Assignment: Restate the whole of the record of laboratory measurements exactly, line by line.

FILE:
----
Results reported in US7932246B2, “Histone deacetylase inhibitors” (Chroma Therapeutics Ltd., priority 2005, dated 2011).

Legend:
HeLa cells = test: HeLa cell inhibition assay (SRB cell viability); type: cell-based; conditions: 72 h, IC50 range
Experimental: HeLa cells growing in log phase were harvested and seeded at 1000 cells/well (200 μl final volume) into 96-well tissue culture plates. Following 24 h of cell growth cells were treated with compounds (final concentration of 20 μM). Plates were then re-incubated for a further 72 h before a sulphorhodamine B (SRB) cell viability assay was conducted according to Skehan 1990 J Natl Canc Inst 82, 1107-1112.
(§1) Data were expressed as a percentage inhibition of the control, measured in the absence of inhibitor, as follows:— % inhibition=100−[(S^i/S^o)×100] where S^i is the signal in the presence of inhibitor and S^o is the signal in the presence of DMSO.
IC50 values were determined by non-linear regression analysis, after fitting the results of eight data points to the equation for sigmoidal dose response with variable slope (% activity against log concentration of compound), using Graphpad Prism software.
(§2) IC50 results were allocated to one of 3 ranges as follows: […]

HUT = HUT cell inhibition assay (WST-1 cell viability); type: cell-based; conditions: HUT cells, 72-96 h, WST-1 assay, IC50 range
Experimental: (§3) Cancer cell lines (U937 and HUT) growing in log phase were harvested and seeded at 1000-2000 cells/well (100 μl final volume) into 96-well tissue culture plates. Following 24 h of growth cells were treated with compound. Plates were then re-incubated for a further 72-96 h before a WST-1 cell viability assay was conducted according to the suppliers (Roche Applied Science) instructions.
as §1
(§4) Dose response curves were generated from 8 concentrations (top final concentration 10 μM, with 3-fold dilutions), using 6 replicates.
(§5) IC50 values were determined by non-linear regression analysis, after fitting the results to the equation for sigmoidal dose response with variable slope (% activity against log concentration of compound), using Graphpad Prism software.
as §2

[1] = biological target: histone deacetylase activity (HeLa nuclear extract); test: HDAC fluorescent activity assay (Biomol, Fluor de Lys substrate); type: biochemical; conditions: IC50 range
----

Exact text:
Results reported in US7932246B2, “Histone deacetylase inhibitors” (Chroma Therapeutics Ltd., priority 2005, dated 2011).

Legend:
HeLa cells = test: HeLa cell inhibition assay (SRB cell viability); type: cell-based; conditions: 72 h, IC50 range
Experimental: HeLa cells growing in log phase were harvested and seeded at 1000 cells/well (200 μl final volume) into 96-well tissue culture plates. Following 24 h of cell growth cells were treated with compounds (final concentration of 20 μM). Plates were then re-incubated for a further 72 h before a sulphorhodamine B (SRB) cell viability assay was conducted according to Skehan 1990 J Natl Canc Inst 82, 1107-1112.
(§1) Data were expressed as a percentage inhibition of the control, measured in the absence of inhibitor, as follows:— % inhibition=100−[(S^i/S^o)×100] where S^i is the signal in the presence of inhibitor and S^o is the signal in the presence of DMSO.
IC50 values were determined by non-linear regression analysis, after fitting the results of eight data points to the equation for sigmoidal dose response with variable slope (% activity against log concentration of compound), using Graphpad Prism software.
(§2) IC50 results were allocated to one of 3 ranges as follows: […]

HUT = HUT cell inhibition assay (WST-1 cell viability); type: cell-based; conditions: HUT cells, 72-96 h, WST-1 assay, IC50 range
Experimental: (§3) Cancer cell lines (U937 and HUT) growing in log phase were harvested and seeded at 1000-2000 cells/well (100 μl final volume) into 96-well tissue culture plates. Following 24 h of growth cells were treated with compound. Plates were then re-incubated for a further 72-96 h before a WST-1 cell viability assay was conducted according to the suppliers (Roche Applied Science) instructions.
as §1
(§4) Dose response curves were generated from 8 concentrations (top final concentration 10 μM, with 3-fold dilutions), using 6 replicates.
(§5) IC50 values were determined by non-linear regression analysis, after fitting the results to the equation for sigmoidal dose response with variable slope (% activity against log concentration of compound), using Graphpad Prism software.
as §2

[1] = biological target: histone deacetylase activity (HeLa nuclear extract); test: HDAC fluorescent activity assay (Biomol, Fluor de Lys substrate); type: biochemical; conditions: IC50 range